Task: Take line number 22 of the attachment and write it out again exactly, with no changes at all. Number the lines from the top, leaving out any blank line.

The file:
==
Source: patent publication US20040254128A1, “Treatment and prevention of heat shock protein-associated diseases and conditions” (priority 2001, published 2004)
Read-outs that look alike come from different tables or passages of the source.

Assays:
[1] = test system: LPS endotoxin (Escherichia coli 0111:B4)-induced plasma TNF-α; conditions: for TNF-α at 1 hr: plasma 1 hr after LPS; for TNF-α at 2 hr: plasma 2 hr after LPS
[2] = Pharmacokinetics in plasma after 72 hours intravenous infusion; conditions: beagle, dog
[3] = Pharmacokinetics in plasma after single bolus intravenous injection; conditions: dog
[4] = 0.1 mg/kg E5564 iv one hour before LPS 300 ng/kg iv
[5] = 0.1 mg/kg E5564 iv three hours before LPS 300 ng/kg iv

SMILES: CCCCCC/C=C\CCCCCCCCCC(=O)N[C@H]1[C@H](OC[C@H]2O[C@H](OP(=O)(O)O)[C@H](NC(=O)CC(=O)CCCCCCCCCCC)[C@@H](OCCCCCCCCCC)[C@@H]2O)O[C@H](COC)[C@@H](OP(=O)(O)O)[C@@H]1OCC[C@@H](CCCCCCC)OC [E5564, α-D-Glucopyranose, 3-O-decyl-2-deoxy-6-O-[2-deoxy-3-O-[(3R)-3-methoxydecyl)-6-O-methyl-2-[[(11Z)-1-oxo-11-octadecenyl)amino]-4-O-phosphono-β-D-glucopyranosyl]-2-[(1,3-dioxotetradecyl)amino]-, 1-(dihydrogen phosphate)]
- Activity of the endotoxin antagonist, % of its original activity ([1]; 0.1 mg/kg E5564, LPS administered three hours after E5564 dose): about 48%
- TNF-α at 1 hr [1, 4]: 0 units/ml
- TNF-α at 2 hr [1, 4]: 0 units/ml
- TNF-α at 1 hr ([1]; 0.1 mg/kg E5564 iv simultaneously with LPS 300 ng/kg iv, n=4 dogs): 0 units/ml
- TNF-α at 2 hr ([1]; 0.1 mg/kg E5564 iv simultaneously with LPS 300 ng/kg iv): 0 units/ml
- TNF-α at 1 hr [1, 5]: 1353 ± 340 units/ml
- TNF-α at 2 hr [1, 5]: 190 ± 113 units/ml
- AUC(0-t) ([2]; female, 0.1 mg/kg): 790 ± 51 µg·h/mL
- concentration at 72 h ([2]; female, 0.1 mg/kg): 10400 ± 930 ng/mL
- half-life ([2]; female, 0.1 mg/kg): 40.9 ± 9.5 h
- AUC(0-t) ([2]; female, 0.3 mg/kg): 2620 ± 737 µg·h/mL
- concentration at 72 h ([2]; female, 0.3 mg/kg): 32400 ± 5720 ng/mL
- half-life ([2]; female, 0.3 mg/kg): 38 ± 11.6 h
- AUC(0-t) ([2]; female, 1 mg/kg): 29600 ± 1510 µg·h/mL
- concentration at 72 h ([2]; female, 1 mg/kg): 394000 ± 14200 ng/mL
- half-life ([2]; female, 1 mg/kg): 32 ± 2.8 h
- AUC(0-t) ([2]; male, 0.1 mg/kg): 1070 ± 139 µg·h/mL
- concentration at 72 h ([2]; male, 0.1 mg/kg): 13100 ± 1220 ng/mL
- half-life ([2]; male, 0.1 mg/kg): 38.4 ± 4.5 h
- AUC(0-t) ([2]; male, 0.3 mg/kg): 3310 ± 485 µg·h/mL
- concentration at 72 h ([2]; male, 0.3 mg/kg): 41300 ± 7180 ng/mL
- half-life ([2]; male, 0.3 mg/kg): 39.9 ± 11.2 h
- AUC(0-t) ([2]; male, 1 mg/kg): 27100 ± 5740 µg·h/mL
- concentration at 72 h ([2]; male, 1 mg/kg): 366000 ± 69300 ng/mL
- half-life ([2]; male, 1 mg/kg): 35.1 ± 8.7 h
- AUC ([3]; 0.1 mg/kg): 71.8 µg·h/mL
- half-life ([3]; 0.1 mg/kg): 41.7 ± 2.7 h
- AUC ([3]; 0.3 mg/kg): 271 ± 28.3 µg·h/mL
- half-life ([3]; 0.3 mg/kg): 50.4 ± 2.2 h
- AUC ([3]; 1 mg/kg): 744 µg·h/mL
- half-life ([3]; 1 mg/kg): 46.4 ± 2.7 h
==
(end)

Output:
- half-life ([2]; female, 0.3 mg/kg): 38 ± 11.6 h